Deepening our Commitment to Reproductive Health, Rights, and Justice – and Exactly What That Means
In the spring of 2019, an alarming surge in anti-abortion legislation was present in state legislatures across the U.S. Nine states enacted gestational age bans on abortion, many as early as six weeks – before most individuals even know they are pregnant. Fortunately, all bans have been blocked by federal judges from taking effect for the time being.
Four states adopted legislation that would ban abortion immediately in the event that the U.S. Supreme Court were to overturn Roe v. Wade, joining eight states that already had so-called “trigger bans” in place.
The Supreme Court also recently announced that it will consider the constitutionality of a Louisiana law that would result in the banning of all but one abortion provider in the state. In short, though abortion remains legal in all 50 states, there has been significant fear over the future of abortion rights in the U.S.
In the wake of the extreme state abortion bans, repeated attempts to restrict access to abortion by imposing targeted regulation of abortion provider (TRAP) laws, and other attacks on abortion and contraception in the name of religious liberty, the Religious Action Center of Reform Judaism (the RAC) has partnered with Women of Reform Judaism (WRJ) to mobilize our communities to act for reproductive health, rights, and justice on a local, state, provincial, and federal level.
The WRJ-RAC Reproductive Health & Rights Campaign isn’t just about the legal right to an abortion – which, after all, is meaningless if it is not accessible or affordable. It isn’t even solely about abortion. Rather, the campaign is grounded in a "reproductive justice framework," a term coined in 1994 by women of color who sought to build a movement that extends beyond the basic legal right to access reproductive health services.
By rooting our reproductive health and rights work in a reproductive justice framework and committing ourselves to working in solidarity with communities of color and other marginalized communities, we are acting on the Jewish value of kavod ha’briyot, respect for individual dignity. Through this campaign, we will help build a world in which all people are able to shape their sexual and reproductive lives with dignity – regardless of race, gender, sexual orientation, (dis)ability, immigration status, geographic location, or income.
A reproductive justice framework is an intersectional approach that seeks to examine the ways social, political, and economic inequality and oppression impact the reproductive lives of individuals and communities. The reproductive justice framework has three primary human rights at its core: the right to have children; the right not to have children; and the right to parent children in safe and healthy environments.
The Reproductive Justice Movement was created by women of color precisely because communities of color are disproportionately harmed by restrictive reproductive health policies, experience elevated rates of maternal mortality, and face other systemic barriers to accessing reproductive health care. It is important, therefore, that we continue to center their leadership and expertise in our pursuit of this work.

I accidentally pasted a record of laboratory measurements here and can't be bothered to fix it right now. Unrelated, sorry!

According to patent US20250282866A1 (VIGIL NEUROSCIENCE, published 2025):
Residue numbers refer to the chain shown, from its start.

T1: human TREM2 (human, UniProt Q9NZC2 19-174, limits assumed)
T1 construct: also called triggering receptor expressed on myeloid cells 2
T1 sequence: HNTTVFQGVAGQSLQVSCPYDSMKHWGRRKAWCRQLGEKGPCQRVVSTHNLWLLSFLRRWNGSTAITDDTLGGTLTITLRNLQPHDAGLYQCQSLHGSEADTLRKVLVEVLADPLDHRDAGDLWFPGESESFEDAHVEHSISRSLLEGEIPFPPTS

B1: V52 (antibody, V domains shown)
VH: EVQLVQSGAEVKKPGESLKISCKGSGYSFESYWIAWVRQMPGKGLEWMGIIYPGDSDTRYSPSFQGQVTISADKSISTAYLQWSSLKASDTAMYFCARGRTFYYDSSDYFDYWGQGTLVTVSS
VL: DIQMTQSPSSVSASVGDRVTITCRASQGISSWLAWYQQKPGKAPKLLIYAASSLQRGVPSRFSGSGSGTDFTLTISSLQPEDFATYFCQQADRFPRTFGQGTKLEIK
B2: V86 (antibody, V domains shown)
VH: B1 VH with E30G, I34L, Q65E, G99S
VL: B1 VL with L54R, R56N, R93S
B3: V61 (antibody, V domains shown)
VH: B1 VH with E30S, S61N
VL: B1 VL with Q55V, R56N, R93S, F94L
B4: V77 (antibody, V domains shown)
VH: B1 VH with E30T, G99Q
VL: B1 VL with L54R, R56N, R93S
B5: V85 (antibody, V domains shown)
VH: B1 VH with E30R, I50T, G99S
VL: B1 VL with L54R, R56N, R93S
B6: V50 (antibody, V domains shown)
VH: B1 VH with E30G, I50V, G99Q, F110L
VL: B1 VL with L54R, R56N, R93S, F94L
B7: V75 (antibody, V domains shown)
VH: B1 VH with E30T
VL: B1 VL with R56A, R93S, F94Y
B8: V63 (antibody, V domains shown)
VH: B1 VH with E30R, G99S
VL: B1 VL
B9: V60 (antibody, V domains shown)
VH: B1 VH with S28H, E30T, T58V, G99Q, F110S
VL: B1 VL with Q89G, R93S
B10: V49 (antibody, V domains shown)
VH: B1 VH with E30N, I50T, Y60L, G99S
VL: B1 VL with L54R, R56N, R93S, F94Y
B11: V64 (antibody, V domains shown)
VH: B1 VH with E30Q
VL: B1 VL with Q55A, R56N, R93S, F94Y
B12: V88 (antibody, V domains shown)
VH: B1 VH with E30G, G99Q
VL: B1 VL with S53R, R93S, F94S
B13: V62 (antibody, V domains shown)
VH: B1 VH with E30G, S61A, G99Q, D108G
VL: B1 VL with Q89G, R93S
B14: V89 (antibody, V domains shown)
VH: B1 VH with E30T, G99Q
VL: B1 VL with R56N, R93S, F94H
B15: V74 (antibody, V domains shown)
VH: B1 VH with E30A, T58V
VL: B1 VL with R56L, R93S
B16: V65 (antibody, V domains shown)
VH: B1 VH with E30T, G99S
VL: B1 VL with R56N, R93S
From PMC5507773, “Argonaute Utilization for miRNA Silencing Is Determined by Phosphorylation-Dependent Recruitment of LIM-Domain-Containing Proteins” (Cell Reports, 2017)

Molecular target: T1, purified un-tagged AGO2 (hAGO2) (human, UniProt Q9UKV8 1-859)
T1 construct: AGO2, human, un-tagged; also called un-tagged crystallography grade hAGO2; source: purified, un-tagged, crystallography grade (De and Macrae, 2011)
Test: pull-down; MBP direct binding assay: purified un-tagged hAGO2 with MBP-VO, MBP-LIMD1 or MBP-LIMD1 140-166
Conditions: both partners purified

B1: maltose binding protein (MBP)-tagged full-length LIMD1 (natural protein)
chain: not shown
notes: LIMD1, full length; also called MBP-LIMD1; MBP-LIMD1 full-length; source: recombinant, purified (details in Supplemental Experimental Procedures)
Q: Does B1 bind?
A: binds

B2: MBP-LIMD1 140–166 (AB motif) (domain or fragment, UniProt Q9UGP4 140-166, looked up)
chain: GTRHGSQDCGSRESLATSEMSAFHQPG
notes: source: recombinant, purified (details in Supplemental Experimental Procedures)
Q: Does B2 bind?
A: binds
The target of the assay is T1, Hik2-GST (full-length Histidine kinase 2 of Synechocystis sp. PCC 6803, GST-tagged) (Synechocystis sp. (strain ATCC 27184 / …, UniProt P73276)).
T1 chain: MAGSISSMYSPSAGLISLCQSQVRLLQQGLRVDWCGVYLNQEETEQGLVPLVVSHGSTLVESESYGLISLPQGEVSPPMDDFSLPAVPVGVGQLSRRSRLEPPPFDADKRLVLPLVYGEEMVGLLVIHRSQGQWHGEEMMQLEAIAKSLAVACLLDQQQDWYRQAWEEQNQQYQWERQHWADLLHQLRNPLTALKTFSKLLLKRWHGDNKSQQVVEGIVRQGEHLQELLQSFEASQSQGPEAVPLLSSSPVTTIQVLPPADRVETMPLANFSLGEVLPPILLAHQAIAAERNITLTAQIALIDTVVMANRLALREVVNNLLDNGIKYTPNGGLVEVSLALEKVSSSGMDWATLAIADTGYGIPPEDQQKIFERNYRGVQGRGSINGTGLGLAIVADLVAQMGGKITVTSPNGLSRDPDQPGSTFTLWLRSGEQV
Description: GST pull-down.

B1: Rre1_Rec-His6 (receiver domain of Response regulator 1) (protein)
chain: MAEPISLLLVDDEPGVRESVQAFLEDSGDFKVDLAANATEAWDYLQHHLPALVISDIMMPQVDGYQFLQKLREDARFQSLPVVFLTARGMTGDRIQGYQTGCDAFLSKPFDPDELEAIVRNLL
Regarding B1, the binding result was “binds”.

Reproductive justice is not simply a “women’s issue.” When we frame reproductive health and rights issues as such, we erase and alienate individuals in the LGBTQ community, including trans men and nonbinary and gender non-conforming individuals who seek reproductive health care, including birth control, pregnancy care, and abortion services. For more on the importance of inclusive language and the barriers that the LGBTQ communities face when accessing reproductive health care, see the National LGBTQ Task Force’s Queering Reproductive Health, Rights & Justice Mini Toolkit.
Again, reproductive justice is not solely about abortion. Rather, it is about addressing the fact that the U.S. is the only developed country with a steadily rising steadily rising maternal mortality rate for the last three decades. What’s more, this country faces the unacceptable reality that women of color are three to four times more likely to die in childbirth than their white counterparts, regardless of income, education level, or other socio-economic factors.
Reproductive justice emphasizes the importance of comprehensive sex education, essential if young people are to make informed decisions about their bodies, sexuality, and futures. It is about tackling the systemic discrimination pregnant workers continue to face in the workplace. It is about affordable and accessible contraceptives and family planning services. It is about speaking out against the misuse of religion to deny individuals the ability to obtain this type of care.
To learn more about the Reproductive Justice Movement:
- Read Reproductive Justice: An Introduction by Reproductive Justice Movement founder Loretta Ross and writer/historian Rickie Solinger
- Visit these websites: SisterSong: Women of Color Reproductive Justice Collective, In Our Own Voice: Black Women’s Reproductive Justice Agenda, and the National Latina Institute for Reproductive Health
- Within your synagogue, sign up for the Reproductive Health & Rights Cohort of the Brit Olam to join a network of congregations, sisterhoods, and Reform communities seeking to take collective action on reproductive health, rights, and justice.
Together we can build a world in which all people have equal opportunities to build their lives, their futures, and their families, with compassion and dignity.